Even though Boston would need to fork over $4.6 billion to host the 2024 Olympics, organizers are claiming that the event wouldn't cost taxpayers a cent. Organizers revealed Monday that the games would leave the city with an estimated surplus of $210 million, not to mention an expanded tax base and the creation of both jobs and housing. The latest revelations in Boston's Olympic plans came in response to concerns that the bid withheld information that would properly allow the public to assess whether the project would require taxpayer money.
The most detailed look yet at the submitted proposal suggests that taxpayers would not be losing money from the Games, though concerns are not entirely assuaged. Those opposed to Boston 2024 say that the proposal fails to explain what would happen should the event cost more than expected or if revenues aren't as high as anticipated.
Olympic Committee members will not select the host city until 2017. Paris, Hamburg, and Rome are already in the running, and Budapest is expected to join the race. Becca Stanek
The White House will not consider bailing Puerto Rico out of its $72 billion debt, White House Press Secretary Josh Earnest said Monday. Puerto Rico Gov. Alejandro Garcia Padilla announced the "unpayable" debts Sunday, adding that the commonwealth has been struggling for years.
"There is no one in the administration or in D.C. federal government that's contemplating a federal bailout of Puerto Rico," Earnest told The Hill.
The administration will work with Puerto Rican officials, Earnest said, adding that Congress should consider granting the island the ability to file for Chapter 9 bankruptcy, just like Detroit did in 2013. Julie Kliegman
The Supreme Court has temporarily blocked a law that would impose stringent new abortion clinic restrictions in Texas. The justices voted 5-4 to allow clinics to stay open while appeals to the law proceed.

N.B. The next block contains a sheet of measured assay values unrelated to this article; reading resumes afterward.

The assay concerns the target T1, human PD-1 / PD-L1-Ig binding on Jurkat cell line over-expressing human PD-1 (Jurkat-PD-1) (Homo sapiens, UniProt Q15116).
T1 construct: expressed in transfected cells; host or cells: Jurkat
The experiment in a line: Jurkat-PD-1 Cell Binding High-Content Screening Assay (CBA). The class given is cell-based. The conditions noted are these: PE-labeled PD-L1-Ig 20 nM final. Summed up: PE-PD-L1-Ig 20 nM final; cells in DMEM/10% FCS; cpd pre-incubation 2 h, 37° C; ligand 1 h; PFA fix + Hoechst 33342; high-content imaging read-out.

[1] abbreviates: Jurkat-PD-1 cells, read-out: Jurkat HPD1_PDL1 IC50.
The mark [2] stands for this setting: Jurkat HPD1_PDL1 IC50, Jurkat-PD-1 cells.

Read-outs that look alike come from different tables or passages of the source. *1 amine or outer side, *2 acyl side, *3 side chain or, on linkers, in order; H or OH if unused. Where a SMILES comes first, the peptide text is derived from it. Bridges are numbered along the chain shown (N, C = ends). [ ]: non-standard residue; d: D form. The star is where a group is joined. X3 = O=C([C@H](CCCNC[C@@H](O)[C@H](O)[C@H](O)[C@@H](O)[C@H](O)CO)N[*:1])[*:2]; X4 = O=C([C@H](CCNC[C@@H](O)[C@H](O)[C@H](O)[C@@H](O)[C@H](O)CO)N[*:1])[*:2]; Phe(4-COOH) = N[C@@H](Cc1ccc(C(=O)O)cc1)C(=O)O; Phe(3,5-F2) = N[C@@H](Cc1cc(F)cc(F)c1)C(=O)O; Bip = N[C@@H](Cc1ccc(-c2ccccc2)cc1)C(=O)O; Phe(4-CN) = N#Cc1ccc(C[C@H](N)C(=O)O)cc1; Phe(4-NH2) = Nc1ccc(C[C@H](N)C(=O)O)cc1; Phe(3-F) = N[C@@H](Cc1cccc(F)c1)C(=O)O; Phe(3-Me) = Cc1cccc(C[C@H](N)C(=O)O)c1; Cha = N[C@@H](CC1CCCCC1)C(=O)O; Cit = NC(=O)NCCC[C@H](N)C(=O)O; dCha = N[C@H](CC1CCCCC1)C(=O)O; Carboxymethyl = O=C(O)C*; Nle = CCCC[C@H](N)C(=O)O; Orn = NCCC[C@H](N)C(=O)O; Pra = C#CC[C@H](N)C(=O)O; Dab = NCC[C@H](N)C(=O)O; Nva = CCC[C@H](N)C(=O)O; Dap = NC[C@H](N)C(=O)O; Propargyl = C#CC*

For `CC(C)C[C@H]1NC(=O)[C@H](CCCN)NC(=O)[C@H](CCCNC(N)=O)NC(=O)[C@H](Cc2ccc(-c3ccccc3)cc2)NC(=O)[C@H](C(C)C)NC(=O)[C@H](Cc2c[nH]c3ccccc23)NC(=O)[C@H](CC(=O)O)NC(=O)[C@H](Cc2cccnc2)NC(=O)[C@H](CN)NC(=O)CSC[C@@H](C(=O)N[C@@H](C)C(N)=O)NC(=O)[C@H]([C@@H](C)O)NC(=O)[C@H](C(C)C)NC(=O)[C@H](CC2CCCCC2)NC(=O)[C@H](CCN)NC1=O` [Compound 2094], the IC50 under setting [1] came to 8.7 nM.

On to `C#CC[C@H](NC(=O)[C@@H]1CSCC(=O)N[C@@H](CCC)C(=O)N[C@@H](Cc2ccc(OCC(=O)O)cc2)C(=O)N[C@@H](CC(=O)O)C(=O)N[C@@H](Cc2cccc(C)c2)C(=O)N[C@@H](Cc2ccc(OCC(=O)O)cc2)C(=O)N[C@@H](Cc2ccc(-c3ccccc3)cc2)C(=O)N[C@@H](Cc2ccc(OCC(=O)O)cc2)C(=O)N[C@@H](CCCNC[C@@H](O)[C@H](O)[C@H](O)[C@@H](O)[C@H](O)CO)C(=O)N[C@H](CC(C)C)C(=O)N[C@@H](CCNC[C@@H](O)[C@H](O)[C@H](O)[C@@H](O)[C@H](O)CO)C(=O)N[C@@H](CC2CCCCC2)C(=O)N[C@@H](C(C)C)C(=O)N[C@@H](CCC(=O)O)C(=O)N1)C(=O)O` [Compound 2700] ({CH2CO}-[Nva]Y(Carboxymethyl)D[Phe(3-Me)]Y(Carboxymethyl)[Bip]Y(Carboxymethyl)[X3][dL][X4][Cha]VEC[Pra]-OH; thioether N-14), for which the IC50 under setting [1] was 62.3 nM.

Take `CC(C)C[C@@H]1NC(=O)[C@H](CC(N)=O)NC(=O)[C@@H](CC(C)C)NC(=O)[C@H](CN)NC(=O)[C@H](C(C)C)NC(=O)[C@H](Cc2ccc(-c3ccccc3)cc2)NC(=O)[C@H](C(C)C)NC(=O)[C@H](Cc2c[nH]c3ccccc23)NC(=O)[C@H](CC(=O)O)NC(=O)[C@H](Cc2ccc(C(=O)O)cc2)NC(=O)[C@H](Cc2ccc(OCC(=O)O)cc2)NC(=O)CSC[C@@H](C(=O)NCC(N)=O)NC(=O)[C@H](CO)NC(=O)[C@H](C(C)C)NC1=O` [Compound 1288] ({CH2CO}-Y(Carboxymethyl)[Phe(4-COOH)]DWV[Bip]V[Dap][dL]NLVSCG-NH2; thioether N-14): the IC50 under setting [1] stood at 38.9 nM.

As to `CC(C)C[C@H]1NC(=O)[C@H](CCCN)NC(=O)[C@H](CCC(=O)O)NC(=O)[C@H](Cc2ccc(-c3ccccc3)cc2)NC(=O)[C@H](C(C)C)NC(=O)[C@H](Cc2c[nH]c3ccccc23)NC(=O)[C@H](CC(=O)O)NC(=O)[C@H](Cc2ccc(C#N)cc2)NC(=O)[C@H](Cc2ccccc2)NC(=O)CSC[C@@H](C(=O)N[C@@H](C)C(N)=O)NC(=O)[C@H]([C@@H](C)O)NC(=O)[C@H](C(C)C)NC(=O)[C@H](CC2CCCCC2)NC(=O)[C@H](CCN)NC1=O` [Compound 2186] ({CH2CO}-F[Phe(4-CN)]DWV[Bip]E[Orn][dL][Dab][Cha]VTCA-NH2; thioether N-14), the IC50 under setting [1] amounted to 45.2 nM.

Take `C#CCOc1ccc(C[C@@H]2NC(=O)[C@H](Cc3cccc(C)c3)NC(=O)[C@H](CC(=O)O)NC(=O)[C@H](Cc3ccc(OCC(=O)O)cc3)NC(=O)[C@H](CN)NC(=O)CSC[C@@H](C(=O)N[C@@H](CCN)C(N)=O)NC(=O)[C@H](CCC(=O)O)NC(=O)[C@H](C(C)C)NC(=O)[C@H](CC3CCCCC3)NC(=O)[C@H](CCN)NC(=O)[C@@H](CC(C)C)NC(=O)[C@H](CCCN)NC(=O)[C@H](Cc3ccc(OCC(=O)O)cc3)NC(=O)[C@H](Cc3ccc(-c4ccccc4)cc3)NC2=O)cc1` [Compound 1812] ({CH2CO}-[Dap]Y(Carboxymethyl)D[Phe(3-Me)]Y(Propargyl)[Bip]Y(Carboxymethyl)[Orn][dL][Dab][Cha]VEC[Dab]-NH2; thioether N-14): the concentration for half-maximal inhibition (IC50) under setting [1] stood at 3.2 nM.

Under the Texas law, "[d]octors who perform abortions at clinics must have privileges to admit patients to a hospital within 30 miles of the clinic, and all clinics in the state must have facilities equal to those available at a surgical center," according to SCOTUSblog. Critics say that the requirements are medically unnecessary, and that their only purpose is to shutter Texas' dwindling number of abortion clinics.
With the granting of the appeal, 10 abortion clinics in Texas at threat of closure will be able to remain open. Jeva Lange
Earlier today, NBC announced it would sever all ties with Donald Trump amid growing controversy over his "recent derogatory statements" about immigrants. Now, in a characteristically caustic statement, Trump has responded. "Mr. Trump stands by his statements on illegal immigration, which are accurate," says a statement from Trump's office. "NBC is weak, and like everybody else is trying to be politically correct — that is why our country is in serious trouble."
Trump's statement goes on to defend the remarks that led NBC to dump him. "We must have strong borders and not let illegal immigrants enter the United States," says the statement. "As has been stated continuously in the press, people are pouring across our borders unabated. Public reports routinely state great amounts of crime are being committed by illegal immigrants. This must be stopped and it must be stopped now."
The statement concludes with the threat of a possible lawsuit, and a parting shot at the network's recent problems with anchor Brian Willians. "If NBC is so weak and so foolish to not understand the serious illegal immigration problem in the United States, coupled with the horrendous and unfair trade deals we are making with Mexico, then their contract violating closure of Miss Universe/Miss USA will be determined in court," the statement says. "Furthermore, they will stand behind lying Brian Williams, but won’t stand behind people that tell it like it is, as unpleasant as that may be." Scott Meslow